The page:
The Associated Students Academic Affairs Board will feature Assistant Dean of Students Don Lubach in the second installment of the Last Lecture Series tonight at 8 p.m. in the Lotte Lehmann Concert Hall.
The Last Lecture Series hosts student-nominated professors to contemplate death and the important matters in life given a scenario in which they have a very limited amount of time left to live. The concept arose from Professor Randy Pausch’s famous lecture at Carnegie Mellon University, which he gave after being diagnosed with terminal pancreatic cancer.
According to Lubach, the speech’s sobering theme forced him to go back into his past to determine the most valuable lessons he could impart to students.
“The challenge of being asked to deliver something as profound as a last lecture on earth has really rocked my world and it has been a tremendous process,” Lubach said. “The invitation has had me crawling into the attic of our town home looking at old photos and reading passages of my favorite books, and reconnecting with old friends I have not talked with for a long time.”
Second-year political science major Scott O’Halloran said he established the series in the hopes of making it an annual tradition and to create a connection between faculty and students beyond the classroom.
“It is to help bridge the gap between students and professors, and to remind us all to take time out of studying and work for introspection, to really think about the life we are living, and to help reduce some of that study stress and listen to an inspiring mentor,” O’Halloran said.
Lubach said the audience will be encouraged to participate in confronting the concept of mortality during his lecture.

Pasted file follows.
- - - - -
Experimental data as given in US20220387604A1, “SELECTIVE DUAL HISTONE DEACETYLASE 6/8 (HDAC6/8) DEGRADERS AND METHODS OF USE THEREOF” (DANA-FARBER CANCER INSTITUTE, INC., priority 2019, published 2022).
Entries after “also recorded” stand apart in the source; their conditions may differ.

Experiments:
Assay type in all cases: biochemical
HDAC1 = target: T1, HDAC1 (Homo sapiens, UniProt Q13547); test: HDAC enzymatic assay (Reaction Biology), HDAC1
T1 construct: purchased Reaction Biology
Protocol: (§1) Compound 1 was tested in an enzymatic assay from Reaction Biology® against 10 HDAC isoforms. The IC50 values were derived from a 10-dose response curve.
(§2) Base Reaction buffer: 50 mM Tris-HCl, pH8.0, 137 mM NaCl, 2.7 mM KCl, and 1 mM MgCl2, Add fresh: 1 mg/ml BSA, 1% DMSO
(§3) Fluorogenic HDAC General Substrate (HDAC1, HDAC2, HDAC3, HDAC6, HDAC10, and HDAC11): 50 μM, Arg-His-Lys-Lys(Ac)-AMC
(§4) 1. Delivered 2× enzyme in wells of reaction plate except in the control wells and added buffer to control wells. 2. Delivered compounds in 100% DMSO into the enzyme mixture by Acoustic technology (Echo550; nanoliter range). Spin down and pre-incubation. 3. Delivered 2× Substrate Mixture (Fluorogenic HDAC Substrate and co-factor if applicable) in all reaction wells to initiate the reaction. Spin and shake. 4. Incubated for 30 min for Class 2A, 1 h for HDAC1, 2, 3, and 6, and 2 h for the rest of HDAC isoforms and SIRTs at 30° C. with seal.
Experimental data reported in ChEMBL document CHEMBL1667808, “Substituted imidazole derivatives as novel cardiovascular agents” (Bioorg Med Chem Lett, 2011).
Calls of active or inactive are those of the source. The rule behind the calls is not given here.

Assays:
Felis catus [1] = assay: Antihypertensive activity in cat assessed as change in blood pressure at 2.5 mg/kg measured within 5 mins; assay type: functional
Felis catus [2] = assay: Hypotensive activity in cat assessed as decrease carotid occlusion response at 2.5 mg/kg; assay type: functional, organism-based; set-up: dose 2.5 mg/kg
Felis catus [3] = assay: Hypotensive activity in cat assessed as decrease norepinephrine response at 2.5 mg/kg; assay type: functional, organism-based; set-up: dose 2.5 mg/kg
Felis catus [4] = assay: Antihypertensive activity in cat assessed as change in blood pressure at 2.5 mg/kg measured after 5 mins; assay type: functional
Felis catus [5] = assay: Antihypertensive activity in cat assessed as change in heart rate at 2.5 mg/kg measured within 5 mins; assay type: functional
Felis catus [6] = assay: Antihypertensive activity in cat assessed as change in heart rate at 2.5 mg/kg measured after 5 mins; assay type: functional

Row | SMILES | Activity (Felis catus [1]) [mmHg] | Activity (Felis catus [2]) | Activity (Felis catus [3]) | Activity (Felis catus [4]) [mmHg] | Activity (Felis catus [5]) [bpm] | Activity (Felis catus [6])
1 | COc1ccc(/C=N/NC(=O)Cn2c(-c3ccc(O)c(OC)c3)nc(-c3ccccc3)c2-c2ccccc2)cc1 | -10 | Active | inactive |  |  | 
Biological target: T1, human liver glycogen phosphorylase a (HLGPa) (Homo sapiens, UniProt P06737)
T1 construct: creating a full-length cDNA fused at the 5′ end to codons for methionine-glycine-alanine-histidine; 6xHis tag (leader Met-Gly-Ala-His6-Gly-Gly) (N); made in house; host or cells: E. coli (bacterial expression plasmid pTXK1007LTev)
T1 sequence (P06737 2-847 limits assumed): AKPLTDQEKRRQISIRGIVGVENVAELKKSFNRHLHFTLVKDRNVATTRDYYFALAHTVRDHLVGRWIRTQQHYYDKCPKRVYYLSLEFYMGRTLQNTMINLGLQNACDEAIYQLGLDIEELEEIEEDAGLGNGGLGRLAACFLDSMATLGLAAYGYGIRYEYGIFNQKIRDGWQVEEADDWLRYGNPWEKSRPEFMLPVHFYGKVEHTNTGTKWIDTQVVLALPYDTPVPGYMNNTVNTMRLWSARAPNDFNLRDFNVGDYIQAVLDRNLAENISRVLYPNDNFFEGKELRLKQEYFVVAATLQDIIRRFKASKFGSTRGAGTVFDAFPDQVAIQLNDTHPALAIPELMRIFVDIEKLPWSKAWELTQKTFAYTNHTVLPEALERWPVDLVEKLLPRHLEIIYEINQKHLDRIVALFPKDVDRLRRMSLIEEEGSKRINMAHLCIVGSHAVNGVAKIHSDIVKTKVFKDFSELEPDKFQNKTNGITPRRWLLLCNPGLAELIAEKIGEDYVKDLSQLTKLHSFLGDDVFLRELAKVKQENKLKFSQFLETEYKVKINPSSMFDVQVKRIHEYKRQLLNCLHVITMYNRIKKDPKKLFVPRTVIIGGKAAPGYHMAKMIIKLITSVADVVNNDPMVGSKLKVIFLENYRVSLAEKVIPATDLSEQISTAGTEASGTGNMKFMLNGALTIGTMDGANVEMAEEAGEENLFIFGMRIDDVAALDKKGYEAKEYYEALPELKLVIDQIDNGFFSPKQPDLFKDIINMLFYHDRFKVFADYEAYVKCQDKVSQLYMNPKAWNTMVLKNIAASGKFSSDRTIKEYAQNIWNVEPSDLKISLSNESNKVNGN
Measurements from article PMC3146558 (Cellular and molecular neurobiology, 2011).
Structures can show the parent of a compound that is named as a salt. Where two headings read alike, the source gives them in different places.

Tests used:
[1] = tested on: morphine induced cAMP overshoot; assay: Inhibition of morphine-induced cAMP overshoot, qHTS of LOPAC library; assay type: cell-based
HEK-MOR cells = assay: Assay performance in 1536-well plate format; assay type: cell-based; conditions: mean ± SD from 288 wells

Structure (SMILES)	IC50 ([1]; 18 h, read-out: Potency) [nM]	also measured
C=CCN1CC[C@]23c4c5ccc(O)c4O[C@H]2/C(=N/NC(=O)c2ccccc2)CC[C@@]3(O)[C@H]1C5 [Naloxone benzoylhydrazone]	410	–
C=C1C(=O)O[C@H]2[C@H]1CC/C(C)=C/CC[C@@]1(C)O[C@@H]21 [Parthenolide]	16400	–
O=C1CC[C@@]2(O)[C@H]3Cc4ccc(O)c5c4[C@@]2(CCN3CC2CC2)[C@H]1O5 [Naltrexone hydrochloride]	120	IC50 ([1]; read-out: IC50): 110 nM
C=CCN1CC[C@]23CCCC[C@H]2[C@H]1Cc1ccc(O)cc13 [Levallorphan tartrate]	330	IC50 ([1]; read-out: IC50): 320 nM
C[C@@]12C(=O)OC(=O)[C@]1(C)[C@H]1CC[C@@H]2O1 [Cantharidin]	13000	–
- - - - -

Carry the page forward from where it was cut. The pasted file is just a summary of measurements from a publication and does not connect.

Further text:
“I am going to make the group work pretty hard,” Lubach said. “I have some exercises so that everyone there thinks about their own life.”
Last quarter, psychology professor Alan J. Fridlund’s lecture drew a crowd of over 600 and forced a move from Embarcadero Hall to I.V. Theater, where it still exceeded capacity.
Fridlund’s hour-long speech addressed everything from the death of his parents to his life as a graduate student and onto his current roles as a father and an educator.
Though preparing the speech proved emotionally taxing, Fridlund said his contribution reached a broad audience of appreciative Gauchos.
“It was one of the most rewarding experiences of my life, but it was also one of the most painful experiences of my life,” Fridlund said. “I had to remember both my parents’ deaths and I had to confront my own mortality. The response of the students was tremendously rewarding. People have written me all over saying it made them think about their lives and the meaning of their lives.”
The lecture is free and open to everyone. Free coffee will be served and attendees are advised to arrive when the doors open at 7:40 p.m. to find seating.